State v Teman - Justia

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Apr 19, 2004 ... motion for forfeiture of Teman's 2002 Ford Escape pursuant to R.C. 2925.42. Teman contends that the court erred in finding that R.C. 2925.42 ...

[Cite as State v Teman, 2004-Ohio-1949.]

IN THE COURT OF APPEALS THIRD APPELLATE DISTRICT VAN WERT COUNTY

STATE OF OHIO PLAINTIFF-APPELLEE

CASE NO. 15-03-13

v. KELLY J. TEMAN

OPINION

DEFENDANT-APPELLANT

CHARACTER OF PROCEEDINGS: Criminal Appeal from Common Pleas Court JUDGMENT:

Judgment Affirmed

DATE OF JUDGMENT ENTRY:

April 19, 2004

ATTORNEYS: SCOTT R. GORDON Attorney at Law Reg. #0040566 116 West Main Street Van Wert, Ohio 45891 For Appellant KEVIN H. TAYLOR Asst. Van Wert Co. Prosecutor Reg. #0005958 120 West Main Street Van Wert, Ohio 45891 For Appellee

Case No. 15-03-13

CUPP, J. {¶1} Defendant-Appellant, Kelly Teman, appeals a Van Wert County Common Pleas Court judgment, granting Plaintiff-Appellee’s, the State of Ohio, motion for forfeiture of Teman’s 2002 Ford Escape pursuant to R.C. 2925.42. Teman contends that the court erred in finding that R.C. 2925.42 authorized the forfeiture of her vehicle and that Teman was aware that vehicle would be subject to forfeiture upon her pleading guilty to the underlying offense. For the reasons that follow, the judgment of the trial court is affirmed. {¶2} In November of 2002, Teman was stopped by Officer Janice Thatcher of the Delphos Police Department at approximately 4:40 a.m. Thatcher witnessed Teman’s vehicle, the 2002 Ford Escape, driving with no headlights on and pulling into a nearby parking lot. Thatcher followed Teman into the parking lot where Thatcher pulled around in front of Teman’s vehicle. At that time, Teman was hunched down in her vehicle. Thatcher then approached the vehicle, and it took Teman several minutes to respond to Thatcher’s request that she roll down her driver’s side window. Teman appeared to be confused, and, again, it took her several tries before she was able to state her name. disoriented as to where she was and how she was doing.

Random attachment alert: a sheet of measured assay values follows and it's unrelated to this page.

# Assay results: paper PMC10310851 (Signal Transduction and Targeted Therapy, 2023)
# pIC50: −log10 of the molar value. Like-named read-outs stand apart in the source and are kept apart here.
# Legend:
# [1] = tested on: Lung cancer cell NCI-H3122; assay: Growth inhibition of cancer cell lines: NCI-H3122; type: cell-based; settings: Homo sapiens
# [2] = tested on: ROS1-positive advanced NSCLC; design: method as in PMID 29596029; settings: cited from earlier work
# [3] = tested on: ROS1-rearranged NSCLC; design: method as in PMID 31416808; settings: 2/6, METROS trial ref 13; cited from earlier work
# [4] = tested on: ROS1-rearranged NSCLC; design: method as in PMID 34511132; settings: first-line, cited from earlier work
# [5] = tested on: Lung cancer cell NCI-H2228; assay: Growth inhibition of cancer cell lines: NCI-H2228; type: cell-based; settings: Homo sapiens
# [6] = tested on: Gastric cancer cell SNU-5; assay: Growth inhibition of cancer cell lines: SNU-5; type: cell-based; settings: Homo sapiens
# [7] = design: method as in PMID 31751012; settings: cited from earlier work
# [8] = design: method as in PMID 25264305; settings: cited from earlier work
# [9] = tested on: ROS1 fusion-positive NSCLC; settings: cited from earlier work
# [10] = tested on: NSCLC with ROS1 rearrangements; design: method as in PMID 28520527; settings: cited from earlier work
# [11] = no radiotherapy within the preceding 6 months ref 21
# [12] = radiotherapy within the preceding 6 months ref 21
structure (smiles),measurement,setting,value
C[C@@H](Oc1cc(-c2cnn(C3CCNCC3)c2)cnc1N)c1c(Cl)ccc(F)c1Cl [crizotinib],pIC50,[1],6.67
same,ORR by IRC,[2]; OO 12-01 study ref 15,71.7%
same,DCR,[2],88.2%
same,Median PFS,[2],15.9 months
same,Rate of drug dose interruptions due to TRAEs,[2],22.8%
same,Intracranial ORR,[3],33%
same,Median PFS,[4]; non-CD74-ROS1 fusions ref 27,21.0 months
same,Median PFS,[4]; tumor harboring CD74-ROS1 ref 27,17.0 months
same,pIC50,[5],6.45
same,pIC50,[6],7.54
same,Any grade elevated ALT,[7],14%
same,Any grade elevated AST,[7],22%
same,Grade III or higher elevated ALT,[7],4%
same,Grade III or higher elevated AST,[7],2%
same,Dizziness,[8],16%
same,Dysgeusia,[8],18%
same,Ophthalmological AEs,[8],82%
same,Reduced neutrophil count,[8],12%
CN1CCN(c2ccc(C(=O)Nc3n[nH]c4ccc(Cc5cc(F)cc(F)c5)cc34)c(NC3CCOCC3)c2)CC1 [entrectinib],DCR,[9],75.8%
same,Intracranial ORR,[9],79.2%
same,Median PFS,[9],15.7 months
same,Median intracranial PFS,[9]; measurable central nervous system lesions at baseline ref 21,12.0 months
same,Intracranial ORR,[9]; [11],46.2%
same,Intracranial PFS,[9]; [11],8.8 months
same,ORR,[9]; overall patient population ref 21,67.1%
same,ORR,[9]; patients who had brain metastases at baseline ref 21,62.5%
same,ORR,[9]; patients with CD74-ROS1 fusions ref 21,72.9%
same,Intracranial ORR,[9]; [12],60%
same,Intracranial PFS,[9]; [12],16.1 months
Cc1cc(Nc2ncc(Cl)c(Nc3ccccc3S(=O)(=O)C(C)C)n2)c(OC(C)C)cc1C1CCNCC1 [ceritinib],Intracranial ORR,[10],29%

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Teman was

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{¶3} After calling for a back up unit, Patrolman Kimmet responded. Thatcher and Kimmet asked Teman to step out of her vehicle. Kimmet, who was familiar with Teman’s past history, asked her if she had been doing drugs. At that point, Teman handed Kimmet a crack pipe. Thatcher then asked Teman if she had anything else on her, and Teman pulled a small yellowish chunk, which later tested positive as crack cocaine, from her pocket and handed it to Thatcher. The following conversation then took place between Thatcher and Teman: Thatcher: “Do you have anymore on you[?]” Teman: “No, I smoked it all[.]” Thatcher: “When[?]” Teman: “[I]n the last two hours[.]” Thatcher: “You have been driving around smoking this[?]” Teman: “Yes[.]” Thatcher: “That is all you have got[?]” Teman: “Yes[.]” {¶4} As a result of the above incident, Teman was then taken into custody and her vehicle was impounded.

Subsequently, Teman was indicted for

possession of crack cocaine in violation of R.C. 2925.11(C)(4)(a), a felony of the fifth degree. The indictment also listed as a specification that “[t]he grand jurors further find and specify that Kelly J. Teman has an interest in a 2002 Ford Escape motor vehicle, VIN number 1FMYU041X2KB14181, and that the aforementioned vehicle was used directly or indirectly in the commission or to facilitate the commission of the felony drug abuse offense or act,” pursuant to R.C. 2925.42(A)(1)(b).